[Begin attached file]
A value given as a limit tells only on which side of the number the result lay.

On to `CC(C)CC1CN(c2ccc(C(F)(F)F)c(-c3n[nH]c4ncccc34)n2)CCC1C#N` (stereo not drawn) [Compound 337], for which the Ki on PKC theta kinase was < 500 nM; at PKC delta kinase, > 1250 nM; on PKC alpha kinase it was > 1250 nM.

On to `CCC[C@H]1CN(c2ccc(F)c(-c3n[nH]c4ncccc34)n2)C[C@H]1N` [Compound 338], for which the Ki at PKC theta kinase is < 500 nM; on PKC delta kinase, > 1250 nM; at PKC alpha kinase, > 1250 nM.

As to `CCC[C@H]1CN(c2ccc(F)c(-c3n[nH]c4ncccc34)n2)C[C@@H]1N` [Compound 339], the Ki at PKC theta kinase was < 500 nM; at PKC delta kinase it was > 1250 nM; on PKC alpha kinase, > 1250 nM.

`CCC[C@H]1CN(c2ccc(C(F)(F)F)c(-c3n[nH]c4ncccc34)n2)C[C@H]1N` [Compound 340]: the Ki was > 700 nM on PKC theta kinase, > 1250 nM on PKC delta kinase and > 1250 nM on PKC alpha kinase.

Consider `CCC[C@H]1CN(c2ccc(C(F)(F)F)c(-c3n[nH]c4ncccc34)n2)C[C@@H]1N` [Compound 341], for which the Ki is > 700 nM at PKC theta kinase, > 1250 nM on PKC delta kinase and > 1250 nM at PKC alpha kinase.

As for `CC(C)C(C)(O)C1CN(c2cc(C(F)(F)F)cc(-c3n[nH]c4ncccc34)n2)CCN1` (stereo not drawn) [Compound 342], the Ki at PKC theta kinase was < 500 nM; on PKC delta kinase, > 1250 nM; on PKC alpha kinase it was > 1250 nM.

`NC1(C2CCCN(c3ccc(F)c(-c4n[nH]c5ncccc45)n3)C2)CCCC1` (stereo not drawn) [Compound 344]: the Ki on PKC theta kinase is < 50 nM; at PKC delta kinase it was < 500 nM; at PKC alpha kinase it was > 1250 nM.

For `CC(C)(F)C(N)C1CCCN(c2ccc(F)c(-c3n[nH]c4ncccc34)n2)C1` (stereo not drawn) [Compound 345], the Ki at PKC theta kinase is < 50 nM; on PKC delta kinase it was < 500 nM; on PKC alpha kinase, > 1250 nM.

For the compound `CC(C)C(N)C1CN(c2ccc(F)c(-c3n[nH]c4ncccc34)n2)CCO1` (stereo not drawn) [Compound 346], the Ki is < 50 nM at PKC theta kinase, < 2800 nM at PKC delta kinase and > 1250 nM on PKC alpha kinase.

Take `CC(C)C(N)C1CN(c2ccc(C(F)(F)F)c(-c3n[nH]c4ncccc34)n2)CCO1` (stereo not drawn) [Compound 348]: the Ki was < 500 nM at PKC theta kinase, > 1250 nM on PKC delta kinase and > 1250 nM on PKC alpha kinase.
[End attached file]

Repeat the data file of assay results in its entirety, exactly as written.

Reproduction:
A value given as a limit tells only on which side of the number the result lay.

On to `CC(C)CC1CN(c2ccc(C(F)(F)F)c(-c3n[nH]c4ncccc34)n2)CCC1C#N` (stereo not drawn) [Compound 337], for which the Ki on PKC theta kinase was < 500 nM; at PKC delta kinase, > 1250 nM; on PKC alpha kinase it was > 1250 nM.

On to `CCC[C@H]1CN(c2ccc(F)c(-c3n[nH]c4ncccc34)n2)C[C@H]1N` [Compound 338], for which the Ki at PKC theta kinase is < 500 nM; on PKC delta kinase, > 1250 nM; at PKC alpha kinase, > 1250 nM.

As to `CCC[C@H]1CN(c2ccc(F)c(-c3n[nH]c4ncccc34)n2)C[C@@H]1N` [Compound 339], the Ki at PKC theta kinase was < 500 nM; at PKC delta kinase it was > 1250 nM; on PKC alpha kinase, > 1250 nM.

`CCC[C@H]1CN(c2ccc(C(F)(F)F)c(-c3n[nH]c4ncccc34)n2)C[C@H]1N` [Compound 340]: the Ki was > 700 nM on PKC theta kinase, > 1250 nM on PKC delta kinase and > 1250 nM on PKC alpha kinase.

Consider `CCC[C@H]1CN(c2ccc(C(F)(F)F)c(-c3n[nH]c4ncccc34)n2)C[C@@H]1N` [Compound 341], for which the Ki is > 700 nM at PKC theta kinase, > 1250 nM on PKC delta kinase and > 1250 nM at PKC alpha kinase.

As for `CC(C)C(C)(O)C1CN(c2cc(C(F)(F)F)cc(-c3n[nH]c4ncccc34)n2)CCN1` (stereo not drawn) [Compound 342], the Ki at PKC theta kinase was < 500 nM; on PKC delta kinase, > 1250 nM; on PKC alpha kinase it was > 1250 nM.

`NC1(C2CCCN(c3ccc(F)c(-c4n[nH]c5ncccc45)n3)C2)CCCC1` (stereo not drawn) [Compound 344]: the Ki on PKC theta kinase is < 50 nM; at PKC delta kinase it was < 500 nM; at PKC alpha kinase it was > 1250 nM.

For `CC(C)(F)C(N)C1CCCN(c2ccc(F)c(-c3n[nH]c4ncccc34)n2)C1` (stereo not drawn) [Compound 345], the Ki at PKC theta kinase is < 50 nM; on PKC delta kinase it was < 500 nM; on PKC alpha kinase, > 1250 nM.

For the compound `CC(C)C(N)C1CN(c2ccc(F)c(-c3n[nH]c4ncccc34)n2)CCO1` (stereo not drawn) [Compound 346], the Ki is < 50 nM at PKC theta kinase, < 2800 nM at PKC delta kinase and > 1250 nM on PKC alpha kinase.

Take `CC(C)C(N)C1CN(c2ccc(C(F)(F)F)c(-c3n[nH]c4ncccc34)n2)CCO1` (stereo not drawn) [Compound 348]: the Ki was < 500 nM at PKC theta kinase, > 1250 nM on PKC delta kinase and > 1250 nM on PKC alpha kinase.